Another reason is that the Appellant's data are not carried out on a fuel representative for that used in D1 according to which the fuel has a boiling range of 240 to 340ºC before refining to a sulphur content and not thereafter as in the data.

Therefore, the Appellant's data are not apt to support his case.

2.10 As a consequence of the above reasons, the Board concludes that a person skilled in the art, in the expectation of both, an improvement of the fuel's lubrication properties and reduced costs for the lubricant, would have added the EVA suggested in D1 to fuel oil containing the ester lubricant disclosed in D5 in an insufficient amount.

For these reasons the Board finds that the subject-matter of Claim 1 is not based on an inventive step and does not comply with the requirements of Articles 52(1) and 56 EPC.

3. Auxiliary requests

3.1 As compared with Claim 1 of the main request, Claim 1 of the first auxiliary request (Set A-1) additionally contains the feature that the claimed use is "such that the lubricity is enhanced relative to that achieved by the use of the lubricity enhancer alone" and Claim 1 of the second auxiliary request (Set A-2) contains the additional feature, that the claimed use "further" enhances the lubricity "such that the combination of the lubricity enhancer and at least one such copolymer obtains a higher level of lubricity enhancement for a fixed amount of lubricity enhancer".

The Appellant argued that those claims were explicitly limited to situations where surface competition between EVA and ester additive occurred. Further, it was excluded that one of the two additives did not contribute to the fuel's lubricity.

However, the latter was also accepted by the Board for the wording of the main request by concluding from the evidence in the patent in suit that EVA actually improves a fuel's lubricity in those instances where the ester lubricant is present in an amount insufficient to give full lubrication (see points 2.4 and 2.5 above). As explained in points 2.9.4 to 2.9.6 above, the Board is convinced that someone skilled in the art would not have expected surface competition in this case, in particular if in comparison with the ester additive, the effect of EVA on lubricity is weak.

Therefore, the Board agrees with the Respondents' opinion that the amendments made to the claims of the first and second auxiliary requests do not amount to a technical difference vis-à-vis the subject-matter claimed in the main request.

Consequently, the subject-matter claimed in the first and second auxiliary requests does not imply an inventive step (Article 56 EPC) for the same reasons given above for the main request.

3.2 Claim 1 of the third auxiliary request (Set E) contains the additional feature that "the lubricity enhancer is used in a proportion within the range of from 0.015% to 0.3% by weight based on the fuel oil". However, those amounts are usual in the art as is evident from D5 disclosing additive concentrations in the range of e.g. 1 to 1000 ppm (page 6, line 35 to page 7, line 2), according to the examples (see Tables on page 10) preferably in the range of between 150 and 1000 ppm (i.e. 0.015 to 0.1% by weight).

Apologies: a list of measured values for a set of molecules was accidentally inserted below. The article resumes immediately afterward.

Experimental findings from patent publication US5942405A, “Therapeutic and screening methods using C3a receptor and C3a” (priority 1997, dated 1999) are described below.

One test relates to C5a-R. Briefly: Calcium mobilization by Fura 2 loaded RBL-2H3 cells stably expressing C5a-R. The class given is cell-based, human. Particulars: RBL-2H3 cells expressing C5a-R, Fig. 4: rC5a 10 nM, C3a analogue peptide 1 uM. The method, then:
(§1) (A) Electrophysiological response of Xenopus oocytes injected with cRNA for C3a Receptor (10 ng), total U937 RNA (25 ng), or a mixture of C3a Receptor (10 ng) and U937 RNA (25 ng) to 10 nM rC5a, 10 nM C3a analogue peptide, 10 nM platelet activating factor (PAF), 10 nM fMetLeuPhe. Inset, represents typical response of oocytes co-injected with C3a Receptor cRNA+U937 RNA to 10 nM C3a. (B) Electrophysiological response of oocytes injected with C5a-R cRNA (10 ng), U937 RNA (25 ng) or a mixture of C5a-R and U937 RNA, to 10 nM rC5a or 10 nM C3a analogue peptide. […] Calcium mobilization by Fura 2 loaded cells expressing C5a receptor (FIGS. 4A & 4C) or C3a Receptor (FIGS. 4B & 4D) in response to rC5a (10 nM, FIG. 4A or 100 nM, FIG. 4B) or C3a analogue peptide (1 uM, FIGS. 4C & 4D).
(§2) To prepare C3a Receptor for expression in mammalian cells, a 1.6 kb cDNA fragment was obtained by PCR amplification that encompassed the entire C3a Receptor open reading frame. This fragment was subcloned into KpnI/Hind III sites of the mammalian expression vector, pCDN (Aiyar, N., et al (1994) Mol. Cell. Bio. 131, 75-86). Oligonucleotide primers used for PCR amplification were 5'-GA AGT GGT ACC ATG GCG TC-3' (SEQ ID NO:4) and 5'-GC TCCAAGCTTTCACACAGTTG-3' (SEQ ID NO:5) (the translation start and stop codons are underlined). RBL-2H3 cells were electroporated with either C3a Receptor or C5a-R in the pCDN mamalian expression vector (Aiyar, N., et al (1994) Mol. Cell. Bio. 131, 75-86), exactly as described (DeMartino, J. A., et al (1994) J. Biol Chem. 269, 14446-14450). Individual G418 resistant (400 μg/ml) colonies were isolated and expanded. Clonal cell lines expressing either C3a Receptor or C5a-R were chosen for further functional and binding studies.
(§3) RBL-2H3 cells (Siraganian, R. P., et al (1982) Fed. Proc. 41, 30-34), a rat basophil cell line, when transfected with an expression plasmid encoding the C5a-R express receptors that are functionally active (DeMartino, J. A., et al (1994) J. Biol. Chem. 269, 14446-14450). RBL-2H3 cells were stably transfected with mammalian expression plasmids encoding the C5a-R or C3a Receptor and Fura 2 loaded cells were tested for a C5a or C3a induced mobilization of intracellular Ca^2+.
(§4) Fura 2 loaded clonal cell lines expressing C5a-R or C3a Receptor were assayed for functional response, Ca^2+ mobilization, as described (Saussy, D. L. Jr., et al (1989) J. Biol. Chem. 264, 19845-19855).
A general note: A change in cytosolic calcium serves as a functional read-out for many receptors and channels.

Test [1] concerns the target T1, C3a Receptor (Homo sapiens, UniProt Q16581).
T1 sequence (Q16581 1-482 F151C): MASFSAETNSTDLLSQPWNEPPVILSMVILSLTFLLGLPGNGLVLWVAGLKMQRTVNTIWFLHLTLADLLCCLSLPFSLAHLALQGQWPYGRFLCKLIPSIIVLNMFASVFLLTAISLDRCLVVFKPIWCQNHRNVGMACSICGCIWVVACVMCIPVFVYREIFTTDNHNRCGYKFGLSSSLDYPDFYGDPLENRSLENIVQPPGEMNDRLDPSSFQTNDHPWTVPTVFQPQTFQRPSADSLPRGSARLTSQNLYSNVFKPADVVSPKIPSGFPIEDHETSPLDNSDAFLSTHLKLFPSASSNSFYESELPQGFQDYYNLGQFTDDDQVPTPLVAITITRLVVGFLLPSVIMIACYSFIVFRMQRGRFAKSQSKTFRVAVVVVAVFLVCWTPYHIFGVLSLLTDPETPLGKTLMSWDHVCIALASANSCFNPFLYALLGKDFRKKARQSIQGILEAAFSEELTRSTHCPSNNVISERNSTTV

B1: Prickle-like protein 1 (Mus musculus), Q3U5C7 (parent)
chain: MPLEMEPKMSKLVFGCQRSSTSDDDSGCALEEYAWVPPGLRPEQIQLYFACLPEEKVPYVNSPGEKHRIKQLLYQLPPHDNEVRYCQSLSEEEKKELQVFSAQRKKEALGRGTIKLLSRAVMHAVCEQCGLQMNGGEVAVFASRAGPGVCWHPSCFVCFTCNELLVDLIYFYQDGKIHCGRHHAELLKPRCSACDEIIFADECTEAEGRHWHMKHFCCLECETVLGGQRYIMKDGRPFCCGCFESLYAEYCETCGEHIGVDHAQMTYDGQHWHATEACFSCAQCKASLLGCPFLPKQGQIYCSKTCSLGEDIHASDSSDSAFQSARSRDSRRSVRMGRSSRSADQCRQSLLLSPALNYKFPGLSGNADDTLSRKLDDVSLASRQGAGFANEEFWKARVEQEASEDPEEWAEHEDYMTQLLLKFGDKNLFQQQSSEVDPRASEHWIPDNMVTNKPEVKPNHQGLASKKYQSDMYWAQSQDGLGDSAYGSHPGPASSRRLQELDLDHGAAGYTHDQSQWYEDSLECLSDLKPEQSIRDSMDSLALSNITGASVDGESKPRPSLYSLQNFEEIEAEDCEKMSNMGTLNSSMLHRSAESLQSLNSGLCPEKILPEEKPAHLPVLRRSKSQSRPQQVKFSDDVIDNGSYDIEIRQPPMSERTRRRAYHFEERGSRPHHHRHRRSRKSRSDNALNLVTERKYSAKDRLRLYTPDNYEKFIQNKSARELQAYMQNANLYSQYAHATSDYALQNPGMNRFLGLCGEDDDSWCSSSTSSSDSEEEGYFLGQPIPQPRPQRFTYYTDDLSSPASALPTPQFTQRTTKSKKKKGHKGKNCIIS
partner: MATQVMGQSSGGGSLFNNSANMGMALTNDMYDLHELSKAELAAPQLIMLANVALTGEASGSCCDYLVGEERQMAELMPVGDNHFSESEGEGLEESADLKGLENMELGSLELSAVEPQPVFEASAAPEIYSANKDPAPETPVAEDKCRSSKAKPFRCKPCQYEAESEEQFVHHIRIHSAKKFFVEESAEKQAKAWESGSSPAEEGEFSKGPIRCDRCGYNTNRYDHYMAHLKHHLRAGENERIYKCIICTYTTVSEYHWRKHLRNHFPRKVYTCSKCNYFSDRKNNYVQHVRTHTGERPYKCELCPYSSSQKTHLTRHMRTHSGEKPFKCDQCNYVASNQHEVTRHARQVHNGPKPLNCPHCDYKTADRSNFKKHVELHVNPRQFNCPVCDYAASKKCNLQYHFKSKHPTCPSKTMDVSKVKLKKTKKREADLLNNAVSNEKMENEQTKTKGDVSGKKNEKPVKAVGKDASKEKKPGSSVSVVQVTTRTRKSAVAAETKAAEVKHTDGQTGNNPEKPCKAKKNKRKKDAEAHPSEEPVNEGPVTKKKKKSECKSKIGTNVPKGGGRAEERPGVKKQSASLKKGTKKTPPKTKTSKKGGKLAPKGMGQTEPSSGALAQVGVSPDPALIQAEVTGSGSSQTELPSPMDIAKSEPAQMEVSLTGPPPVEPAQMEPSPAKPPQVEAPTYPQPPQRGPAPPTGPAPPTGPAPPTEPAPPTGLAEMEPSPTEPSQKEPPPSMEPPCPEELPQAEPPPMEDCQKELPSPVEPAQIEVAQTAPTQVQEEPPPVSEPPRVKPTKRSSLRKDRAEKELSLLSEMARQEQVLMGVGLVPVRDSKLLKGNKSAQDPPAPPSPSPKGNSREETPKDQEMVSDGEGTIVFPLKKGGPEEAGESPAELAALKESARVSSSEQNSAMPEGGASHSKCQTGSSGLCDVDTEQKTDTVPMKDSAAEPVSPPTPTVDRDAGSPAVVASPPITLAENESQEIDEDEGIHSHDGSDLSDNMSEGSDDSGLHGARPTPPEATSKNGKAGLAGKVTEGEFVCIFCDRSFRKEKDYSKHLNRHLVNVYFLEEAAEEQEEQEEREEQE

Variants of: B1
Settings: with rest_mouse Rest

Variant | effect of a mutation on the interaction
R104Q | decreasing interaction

Therefore, Claim 1 of the third auxiliary request has to be dismissed on the same ground of lack of inventive step in view of D5 and D1.

3.3 Claim 1 of the fourth auxiliary request is limited to the third composition disclosed in Table 1 of example 1 of the patent in suit, including a major proportion of a specific fuel oil and specific minor proportions of a particular lubricity enhancer and mixture of EVA's.

The Appellant argued that the technical problem to be solved by the claimed subject-matter was to provide an alternative to the disclosure of D5 and that it was shown in the above example that the performance of a combination of EVA and ester additive was comparable to that of the ester additive alone. This would not have been expected by someone skilled in the art.

The Board notes that maximum performance of neither the particular ester additive alone nor its combination with the particular EVA mixture used is recorded in the patent in suit. Apart from that, it is evident from the examples of D5 (page 7, line 32 and page 8, lines 1 to 16) that a different ester if applied in particular fuels performs much better than the claimed subject-matter (see point 2.5 above).

The Board therefore concludes that it is within the competence of someone skilled in the art to chose within the disclosure of D5 a particular fuel oil and ester additive and combine the latter in specific proportions with a particular EVA mixture chosen within the disclosure of D1 in order to provide an alternative composition if maximum lubrication is not an issue.

Therefore, the subject-matter of the fourth auxiliary request does not amount to an inventive step (Articles 52(1) and 56 EPC).

4. Since none of the Appellant's requests succeeds, the appeal has to be dismissed.

ORDER

For these reasons it is decided that:

The appeal is dismissed.